But Kraig Adler, PhD, in a comprehensive article about amphibians, writes that:

“The international trade in frogs’ legs is enormous and mostly originates in southern Asia and the East Indies. The wild capture of so many frogs, which are insectivores, has resulted in growing populations of mosquitoes and other insects in these countries.”

So, the anecdotal answer from the Everglades is that the connection is slight; the evidence from Asia is, yes, there’s a connection. And just when you want to call it a stalemate, you learn that the amazing skin of frogs could hold the key to new, powerful mosquito repellents. Talk about changing the debate. The University of Adelade tested the  secretions from the dumpy tree frog on mice; those mice were bite-free four times longer than mice that were offered no protection.  The researchers summarized: “The discovery highlights the potential of the unsung properties of amphibian skin.” Here’s the full story.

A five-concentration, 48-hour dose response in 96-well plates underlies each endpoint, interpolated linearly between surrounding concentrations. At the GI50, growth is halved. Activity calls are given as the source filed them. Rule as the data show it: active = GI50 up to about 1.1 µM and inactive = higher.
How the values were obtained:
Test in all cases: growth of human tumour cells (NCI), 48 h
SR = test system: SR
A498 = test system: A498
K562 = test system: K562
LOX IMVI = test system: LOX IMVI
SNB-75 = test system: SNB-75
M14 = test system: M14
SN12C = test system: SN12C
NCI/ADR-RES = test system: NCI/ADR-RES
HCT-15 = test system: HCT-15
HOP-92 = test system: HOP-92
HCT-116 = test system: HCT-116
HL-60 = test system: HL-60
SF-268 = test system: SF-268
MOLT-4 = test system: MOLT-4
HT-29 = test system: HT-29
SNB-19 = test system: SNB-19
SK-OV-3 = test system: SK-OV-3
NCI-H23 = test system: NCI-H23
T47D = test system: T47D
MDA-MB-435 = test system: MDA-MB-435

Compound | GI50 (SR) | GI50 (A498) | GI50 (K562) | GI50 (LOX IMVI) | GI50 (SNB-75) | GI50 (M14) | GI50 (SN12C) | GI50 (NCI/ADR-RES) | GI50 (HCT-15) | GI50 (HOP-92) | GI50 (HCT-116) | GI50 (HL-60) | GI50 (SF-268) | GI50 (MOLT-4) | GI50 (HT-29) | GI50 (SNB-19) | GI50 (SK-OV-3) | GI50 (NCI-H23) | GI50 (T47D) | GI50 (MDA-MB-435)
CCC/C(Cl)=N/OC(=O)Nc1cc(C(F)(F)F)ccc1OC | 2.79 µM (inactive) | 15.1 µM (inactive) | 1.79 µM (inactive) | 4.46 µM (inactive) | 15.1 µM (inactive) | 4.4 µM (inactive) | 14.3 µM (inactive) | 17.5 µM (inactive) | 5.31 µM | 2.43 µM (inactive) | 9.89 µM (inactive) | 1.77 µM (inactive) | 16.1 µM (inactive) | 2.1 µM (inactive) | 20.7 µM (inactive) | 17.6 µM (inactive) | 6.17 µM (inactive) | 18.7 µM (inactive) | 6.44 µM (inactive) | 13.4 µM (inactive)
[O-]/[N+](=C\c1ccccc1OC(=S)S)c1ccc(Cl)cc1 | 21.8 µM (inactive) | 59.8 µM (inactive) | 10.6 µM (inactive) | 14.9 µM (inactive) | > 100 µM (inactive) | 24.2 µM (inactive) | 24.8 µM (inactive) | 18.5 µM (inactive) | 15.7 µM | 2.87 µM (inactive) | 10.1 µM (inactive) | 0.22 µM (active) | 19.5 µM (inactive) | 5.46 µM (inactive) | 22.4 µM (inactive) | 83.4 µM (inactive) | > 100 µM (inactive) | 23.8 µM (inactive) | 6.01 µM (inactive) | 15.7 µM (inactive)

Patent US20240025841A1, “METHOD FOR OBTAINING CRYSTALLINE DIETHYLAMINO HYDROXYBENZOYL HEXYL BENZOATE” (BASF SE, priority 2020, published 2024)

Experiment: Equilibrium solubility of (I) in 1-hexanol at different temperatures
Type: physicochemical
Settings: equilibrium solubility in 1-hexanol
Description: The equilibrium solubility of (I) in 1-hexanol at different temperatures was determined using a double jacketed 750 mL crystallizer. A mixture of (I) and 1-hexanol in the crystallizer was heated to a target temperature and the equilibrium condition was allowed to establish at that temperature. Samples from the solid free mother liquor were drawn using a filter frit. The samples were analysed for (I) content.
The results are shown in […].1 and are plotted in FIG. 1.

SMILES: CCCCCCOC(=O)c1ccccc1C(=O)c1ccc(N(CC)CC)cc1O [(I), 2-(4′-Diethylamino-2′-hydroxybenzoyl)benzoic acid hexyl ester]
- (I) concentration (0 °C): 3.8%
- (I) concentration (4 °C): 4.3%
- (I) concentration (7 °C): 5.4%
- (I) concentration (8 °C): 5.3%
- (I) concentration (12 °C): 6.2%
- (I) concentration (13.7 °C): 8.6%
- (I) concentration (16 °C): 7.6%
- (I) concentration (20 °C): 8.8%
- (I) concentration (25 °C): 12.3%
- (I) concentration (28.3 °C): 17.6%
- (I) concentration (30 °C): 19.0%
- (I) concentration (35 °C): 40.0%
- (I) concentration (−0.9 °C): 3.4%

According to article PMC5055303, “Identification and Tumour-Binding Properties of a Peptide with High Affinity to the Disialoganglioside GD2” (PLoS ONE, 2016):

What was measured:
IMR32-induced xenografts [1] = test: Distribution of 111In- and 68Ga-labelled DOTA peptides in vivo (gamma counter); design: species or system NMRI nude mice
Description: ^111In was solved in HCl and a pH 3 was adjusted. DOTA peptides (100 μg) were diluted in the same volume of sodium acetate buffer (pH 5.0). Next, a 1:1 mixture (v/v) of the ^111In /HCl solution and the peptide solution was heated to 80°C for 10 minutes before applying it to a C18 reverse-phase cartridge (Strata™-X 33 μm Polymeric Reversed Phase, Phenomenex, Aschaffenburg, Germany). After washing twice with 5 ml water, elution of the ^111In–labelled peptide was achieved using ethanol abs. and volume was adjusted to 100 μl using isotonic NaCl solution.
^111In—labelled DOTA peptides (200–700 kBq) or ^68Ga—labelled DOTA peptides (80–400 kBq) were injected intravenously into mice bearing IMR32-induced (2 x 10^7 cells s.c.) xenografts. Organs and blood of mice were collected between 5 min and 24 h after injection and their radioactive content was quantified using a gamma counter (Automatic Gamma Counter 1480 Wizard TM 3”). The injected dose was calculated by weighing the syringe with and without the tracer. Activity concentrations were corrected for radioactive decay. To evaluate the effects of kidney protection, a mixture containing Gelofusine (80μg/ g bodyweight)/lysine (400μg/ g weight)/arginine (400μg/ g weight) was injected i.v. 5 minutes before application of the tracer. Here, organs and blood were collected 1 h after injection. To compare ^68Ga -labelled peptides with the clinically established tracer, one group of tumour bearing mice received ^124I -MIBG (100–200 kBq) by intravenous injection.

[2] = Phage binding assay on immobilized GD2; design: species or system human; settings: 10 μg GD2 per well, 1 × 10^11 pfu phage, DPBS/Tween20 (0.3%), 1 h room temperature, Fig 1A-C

Captive breeding is nothing new, but it’s become a bigger, hotter topic now that the amphibian crisis has emerged. You’ll be introduced below to Richard Frankham, a top researcher from Australia. He wrote last year:  “For terrestrial vertebrates alone, it has been estimated that approximately 2000–3000 species may have to be captive-bred. The recent amphibian crisis has approximately doubled this number.”

A rush of articles, including one a few hours ago on the BBC News site, is exploring the question: can captive-bred wildlife survive when reintroduced into the wild? This is a fundamental question for a program like Amphibian Ark. Before I review the scholarly discussion, let’s review the four hops to the Amphibian Ark plan:

  1. Amphibian Ark arranges for about 50 of a near-extinct species to be placed into “protective custody.”
  2. After the species is plucked from the rainforest, or the mountain, the amphibians are placed in biosecure facilities in different parts of the globe (so that an outbreak of disease in one facility can’t deliver a species coup de grace).
  3. The frogs are bred, and multiply. At the same time, now that they’re in protective custody, scientists can methodically search for an answer to amphibian chytrid fungus.
  4. Once the external threats are neutralized — i.e., the scourge of chytrid has been neutralized somehow, and habitat has been protected from, well, “us” — the species is returned to the wild.

But what if it takes two, five, ten generations before the outside world is fit again for the amphibians? Will the species have lost its survival gene?